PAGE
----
MILWAUKEE -- The spring primary is just days away and Milwaukee election officials wonder, will the new voter ID requirement turn people off?
Unofficially, election season is already underway. The fifth floor at Milwaukee's City Hall was hectic; busy with early voters on Friday, February 12th. Some were turned away because they did not have the right photo ID.
"Our role is really to move the community around," said Brendan Conway of MCTS. "The idea is to help people get, whether they need a voter ID or they need to register, to vote."
It's not for individuals but rather groups like MICAH, the ACLU or the League of Women Voters.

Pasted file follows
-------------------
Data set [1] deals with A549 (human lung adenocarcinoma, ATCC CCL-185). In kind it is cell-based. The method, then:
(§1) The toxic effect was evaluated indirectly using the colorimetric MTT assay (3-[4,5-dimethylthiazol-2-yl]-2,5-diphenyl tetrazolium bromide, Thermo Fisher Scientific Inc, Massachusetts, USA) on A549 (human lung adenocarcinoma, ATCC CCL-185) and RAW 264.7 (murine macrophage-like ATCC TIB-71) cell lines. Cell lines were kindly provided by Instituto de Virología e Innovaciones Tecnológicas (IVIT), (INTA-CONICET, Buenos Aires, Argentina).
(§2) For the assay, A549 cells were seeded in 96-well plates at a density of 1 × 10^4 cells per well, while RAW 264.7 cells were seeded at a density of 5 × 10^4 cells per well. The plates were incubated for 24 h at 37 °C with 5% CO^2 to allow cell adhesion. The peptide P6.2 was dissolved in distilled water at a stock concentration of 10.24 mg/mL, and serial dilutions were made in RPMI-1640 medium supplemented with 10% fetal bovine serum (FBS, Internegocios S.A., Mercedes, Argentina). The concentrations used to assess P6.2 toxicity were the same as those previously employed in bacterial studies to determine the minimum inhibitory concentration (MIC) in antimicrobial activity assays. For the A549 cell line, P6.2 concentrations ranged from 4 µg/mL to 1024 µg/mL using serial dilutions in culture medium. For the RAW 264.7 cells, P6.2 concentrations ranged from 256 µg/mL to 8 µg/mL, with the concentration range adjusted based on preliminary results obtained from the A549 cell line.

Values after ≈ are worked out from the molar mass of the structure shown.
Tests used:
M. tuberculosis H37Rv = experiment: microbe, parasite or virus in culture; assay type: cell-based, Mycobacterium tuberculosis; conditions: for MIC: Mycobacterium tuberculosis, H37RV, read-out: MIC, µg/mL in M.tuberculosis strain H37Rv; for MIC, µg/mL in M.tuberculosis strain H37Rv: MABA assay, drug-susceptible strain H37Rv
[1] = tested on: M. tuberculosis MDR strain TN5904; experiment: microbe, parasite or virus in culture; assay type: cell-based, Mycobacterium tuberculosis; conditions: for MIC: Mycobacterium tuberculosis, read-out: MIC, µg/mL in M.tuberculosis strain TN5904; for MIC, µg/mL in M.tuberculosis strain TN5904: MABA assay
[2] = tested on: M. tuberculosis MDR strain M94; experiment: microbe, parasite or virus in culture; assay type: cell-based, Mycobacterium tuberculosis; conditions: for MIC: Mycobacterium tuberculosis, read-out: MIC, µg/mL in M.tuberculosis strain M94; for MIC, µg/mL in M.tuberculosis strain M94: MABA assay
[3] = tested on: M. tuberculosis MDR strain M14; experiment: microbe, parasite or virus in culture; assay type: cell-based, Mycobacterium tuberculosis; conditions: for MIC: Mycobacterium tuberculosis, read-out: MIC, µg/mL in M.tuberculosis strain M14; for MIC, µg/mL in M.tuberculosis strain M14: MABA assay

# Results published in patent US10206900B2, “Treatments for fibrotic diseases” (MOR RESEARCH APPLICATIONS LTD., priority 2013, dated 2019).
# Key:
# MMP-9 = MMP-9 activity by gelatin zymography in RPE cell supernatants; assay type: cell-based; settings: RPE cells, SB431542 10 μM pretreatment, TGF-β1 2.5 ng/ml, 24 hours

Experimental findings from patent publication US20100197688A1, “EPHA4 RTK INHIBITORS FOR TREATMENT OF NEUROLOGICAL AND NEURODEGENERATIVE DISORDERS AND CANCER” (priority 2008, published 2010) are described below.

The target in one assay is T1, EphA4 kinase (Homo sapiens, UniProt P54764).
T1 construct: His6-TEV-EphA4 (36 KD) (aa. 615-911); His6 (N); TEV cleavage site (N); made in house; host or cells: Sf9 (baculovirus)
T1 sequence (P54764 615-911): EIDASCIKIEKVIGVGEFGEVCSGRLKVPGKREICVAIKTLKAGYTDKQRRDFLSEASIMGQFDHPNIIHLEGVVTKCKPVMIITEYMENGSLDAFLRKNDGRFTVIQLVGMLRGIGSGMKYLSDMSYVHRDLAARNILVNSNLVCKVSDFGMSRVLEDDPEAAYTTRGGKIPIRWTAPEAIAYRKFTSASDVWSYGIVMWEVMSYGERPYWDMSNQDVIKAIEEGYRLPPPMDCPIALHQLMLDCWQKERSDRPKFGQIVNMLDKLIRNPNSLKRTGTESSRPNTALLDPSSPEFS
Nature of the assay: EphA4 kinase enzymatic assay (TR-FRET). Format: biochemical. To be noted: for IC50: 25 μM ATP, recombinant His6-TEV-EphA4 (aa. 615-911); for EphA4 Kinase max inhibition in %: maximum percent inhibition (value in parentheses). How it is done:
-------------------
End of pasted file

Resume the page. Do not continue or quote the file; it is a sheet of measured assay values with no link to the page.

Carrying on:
"Look, you find you help people qualify, make sure they vote, you teach them what they need to bring to the DMV," Conway said.
Then, MCTS will help them get there by providing the groups and organizations with the free bus tickets.
"Voting shouldn't present a financial hardship to people. So while it may not seem very significant to a lot of people, just the bus fare, the cost of going down to get a free photo ID can financially impact people," said Neil Albrecht, Executive Director of the Milwaukee Election Commission.
"There's probably more concern than comfort because, even with all of these groups doing their very important work, it takes a tremendous amount of time for information to trickle down through the very diverse communities in Milwaukee," Albrecht said.
CLICK HERE to learn more about the program involving the MCTS.